• njkmr
    njkmr Posts: 92
    First Post
    Do you have the option to work extra hours?
    Second job even to help your finances and keep you busy. If busy you may be less inclined to spend?
    Cut the cards up and do not use.
    It will be hard but the reality is you need to take the temptation away.
  • stu12345_2
    stu12345_2 Posts: 795
    First Post Name Dropper First Anniversary Combo Breaker
    edited 19 January at 2:24PM
    on PCP. you be lucky if you get into positive equity until the final 3 months , if you see it to the end,which will be tiny. usually a tiny amount for a tiny deposit towards a new PCP, that's how it works in general 

    if you go down the debt management plan, include the loan to parents.

    you can get out of PcP if you have paid 50% of grand total including interest,  then hand car back. walk away. I'd say at month 33 to 36 , then enjoy the joys of bangernomics.google it.

    in all my days of owning cars, 38 years, PCP and pch is the worst invention ever, it's an American thing, it's never based on how much you got left till you own the car, it's how much do you pay a month type thing, very American.

    you should be able to continue make your normal PCP payments and  lower payments to your credit cards and loan. in the dmp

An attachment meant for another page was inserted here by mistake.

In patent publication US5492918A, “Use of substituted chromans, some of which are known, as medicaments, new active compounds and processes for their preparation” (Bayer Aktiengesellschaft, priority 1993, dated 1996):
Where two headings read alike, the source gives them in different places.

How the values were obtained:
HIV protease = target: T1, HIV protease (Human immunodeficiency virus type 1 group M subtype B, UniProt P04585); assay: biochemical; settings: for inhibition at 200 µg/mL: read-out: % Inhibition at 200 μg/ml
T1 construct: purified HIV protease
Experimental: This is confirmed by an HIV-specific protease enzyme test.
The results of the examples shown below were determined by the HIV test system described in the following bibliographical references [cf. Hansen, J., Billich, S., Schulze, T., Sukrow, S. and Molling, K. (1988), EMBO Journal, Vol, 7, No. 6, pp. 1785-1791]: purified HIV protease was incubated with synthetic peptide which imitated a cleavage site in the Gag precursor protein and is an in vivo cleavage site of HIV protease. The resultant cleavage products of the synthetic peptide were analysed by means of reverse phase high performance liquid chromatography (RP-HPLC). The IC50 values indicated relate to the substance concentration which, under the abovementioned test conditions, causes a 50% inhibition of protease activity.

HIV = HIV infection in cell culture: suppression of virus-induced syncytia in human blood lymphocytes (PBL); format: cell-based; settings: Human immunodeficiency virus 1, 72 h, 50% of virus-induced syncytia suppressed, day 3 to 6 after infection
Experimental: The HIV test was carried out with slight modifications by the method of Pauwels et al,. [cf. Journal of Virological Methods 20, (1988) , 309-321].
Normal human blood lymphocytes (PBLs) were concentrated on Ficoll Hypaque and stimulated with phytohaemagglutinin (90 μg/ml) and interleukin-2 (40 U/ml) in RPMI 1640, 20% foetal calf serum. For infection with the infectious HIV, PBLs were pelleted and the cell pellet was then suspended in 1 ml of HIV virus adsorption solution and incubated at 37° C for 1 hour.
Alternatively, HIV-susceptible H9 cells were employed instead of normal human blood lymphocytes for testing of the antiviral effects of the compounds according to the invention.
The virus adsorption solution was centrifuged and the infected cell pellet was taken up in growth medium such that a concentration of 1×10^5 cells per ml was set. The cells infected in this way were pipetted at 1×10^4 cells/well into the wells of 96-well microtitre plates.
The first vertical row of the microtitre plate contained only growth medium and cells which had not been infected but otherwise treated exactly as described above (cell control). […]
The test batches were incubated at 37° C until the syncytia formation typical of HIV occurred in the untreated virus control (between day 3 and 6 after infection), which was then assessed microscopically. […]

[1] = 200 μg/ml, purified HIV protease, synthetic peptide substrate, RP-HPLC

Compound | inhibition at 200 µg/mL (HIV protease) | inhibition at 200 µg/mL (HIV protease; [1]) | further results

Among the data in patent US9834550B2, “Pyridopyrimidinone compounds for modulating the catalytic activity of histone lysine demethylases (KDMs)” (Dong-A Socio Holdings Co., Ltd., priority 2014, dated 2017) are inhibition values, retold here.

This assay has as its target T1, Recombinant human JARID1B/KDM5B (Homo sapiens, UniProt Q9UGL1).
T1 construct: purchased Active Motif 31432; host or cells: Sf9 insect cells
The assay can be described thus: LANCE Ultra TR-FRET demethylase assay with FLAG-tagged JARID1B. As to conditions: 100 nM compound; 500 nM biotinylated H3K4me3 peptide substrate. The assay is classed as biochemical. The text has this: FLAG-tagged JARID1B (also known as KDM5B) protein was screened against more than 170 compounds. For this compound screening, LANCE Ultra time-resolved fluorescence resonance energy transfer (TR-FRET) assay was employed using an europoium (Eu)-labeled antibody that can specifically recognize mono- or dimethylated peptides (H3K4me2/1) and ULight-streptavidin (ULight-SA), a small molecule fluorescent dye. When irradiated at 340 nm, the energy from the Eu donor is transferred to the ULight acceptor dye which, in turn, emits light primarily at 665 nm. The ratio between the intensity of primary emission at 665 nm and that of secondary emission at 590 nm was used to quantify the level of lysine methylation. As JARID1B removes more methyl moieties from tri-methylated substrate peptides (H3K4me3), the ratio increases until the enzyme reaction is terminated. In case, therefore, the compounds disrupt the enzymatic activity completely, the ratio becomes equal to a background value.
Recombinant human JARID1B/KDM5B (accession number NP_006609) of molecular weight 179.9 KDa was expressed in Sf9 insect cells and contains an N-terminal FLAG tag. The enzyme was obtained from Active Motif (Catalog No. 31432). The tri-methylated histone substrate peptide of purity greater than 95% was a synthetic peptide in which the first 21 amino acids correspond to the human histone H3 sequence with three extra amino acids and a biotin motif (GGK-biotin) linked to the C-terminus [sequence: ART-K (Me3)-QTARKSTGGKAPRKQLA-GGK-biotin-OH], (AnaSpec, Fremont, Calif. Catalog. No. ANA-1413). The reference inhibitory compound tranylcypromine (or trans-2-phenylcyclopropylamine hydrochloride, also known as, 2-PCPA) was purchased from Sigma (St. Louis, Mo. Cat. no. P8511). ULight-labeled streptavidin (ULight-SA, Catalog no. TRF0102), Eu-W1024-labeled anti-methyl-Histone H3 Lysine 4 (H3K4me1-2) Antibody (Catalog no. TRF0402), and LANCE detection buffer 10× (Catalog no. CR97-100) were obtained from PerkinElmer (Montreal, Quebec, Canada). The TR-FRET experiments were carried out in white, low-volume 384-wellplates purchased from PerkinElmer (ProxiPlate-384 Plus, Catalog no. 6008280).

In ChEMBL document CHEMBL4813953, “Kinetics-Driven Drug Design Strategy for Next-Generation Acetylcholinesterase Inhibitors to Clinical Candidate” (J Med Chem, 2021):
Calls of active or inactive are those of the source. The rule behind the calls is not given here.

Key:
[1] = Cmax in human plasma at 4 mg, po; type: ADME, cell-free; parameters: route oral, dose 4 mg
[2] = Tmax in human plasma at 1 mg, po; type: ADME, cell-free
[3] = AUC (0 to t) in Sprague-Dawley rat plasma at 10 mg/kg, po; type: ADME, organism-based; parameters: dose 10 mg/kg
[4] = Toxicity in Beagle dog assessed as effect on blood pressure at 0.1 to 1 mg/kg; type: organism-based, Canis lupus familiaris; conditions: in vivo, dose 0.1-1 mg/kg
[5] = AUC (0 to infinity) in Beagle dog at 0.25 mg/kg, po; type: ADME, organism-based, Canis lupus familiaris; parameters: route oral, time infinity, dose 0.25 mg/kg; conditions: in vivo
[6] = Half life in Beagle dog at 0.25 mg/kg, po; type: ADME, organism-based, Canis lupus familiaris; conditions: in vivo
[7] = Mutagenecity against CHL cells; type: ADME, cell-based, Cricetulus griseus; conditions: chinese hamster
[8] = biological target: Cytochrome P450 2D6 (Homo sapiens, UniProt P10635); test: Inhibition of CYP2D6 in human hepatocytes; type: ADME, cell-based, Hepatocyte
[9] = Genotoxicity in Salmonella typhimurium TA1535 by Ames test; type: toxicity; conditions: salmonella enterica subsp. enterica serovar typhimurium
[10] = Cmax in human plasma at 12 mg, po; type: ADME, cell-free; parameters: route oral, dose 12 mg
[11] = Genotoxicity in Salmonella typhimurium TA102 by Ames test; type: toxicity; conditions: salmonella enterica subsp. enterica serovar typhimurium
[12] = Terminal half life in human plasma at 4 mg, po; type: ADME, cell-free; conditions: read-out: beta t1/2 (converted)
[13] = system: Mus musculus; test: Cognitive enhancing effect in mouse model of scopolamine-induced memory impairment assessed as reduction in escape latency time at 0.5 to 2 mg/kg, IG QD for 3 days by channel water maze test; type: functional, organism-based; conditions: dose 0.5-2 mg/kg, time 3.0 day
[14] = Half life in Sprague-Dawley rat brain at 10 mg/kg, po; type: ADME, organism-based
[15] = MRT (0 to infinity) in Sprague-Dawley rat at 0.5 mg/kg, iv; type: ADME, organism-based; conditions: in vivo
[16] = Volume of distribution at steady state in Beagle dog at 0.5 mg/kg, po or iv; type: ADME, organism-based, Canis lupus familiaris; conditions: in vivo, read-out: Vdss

once the PCP is over,( if you see PCP to the 48 months) you don't take out another one,( you won't get one anyway , creditor score will be shot)
    you increase your dmp payments cos you will have less overall monthly expenses.

    so you pay your dmp even faster.
    pay your debt at your rate.not what the creditor demands.cos they have no power.they aren't the police.
  • youth_leader
    youth_leader Posts: 2,424
    First Post Name Dropper First Anniversary Stoptober Survivor
    Well done you for facing it.

    I'm 66 and have always been rubbish at managing my money.  In 1981 I was 24 when my Mum took out a loan to pay off my debts.  I worked full time as a secretary, and two nights a week and all weekend in a pub to pay her back at £100 per month. 

    Unbelievably when I'd paid her off I lapsed into the same pattern of overspending - part of my problem is generosity.  I owed £10K at one point and by this time my Mum had died, my late husband did try to help me control my overspending.  I think he'd told my monster of a MIL, whenever she visited she'd shout 'spending again' if I came home with any type of carrier bag! 

    Start selling some of your things on Ebay/vinted to make your £30 per month for the gym.  Or cancel the gym and start running for free.

    Try and write every single penny you spend in a lined notebook. 

    At the end of each day look at your spending and analyse it. If you are spending £3 at the gym on a coffee, stop that, take a flask.

    Good luck!

    £216 saved 24 October 2014
  • stu12345_2
    stu12345_2 Posts: 795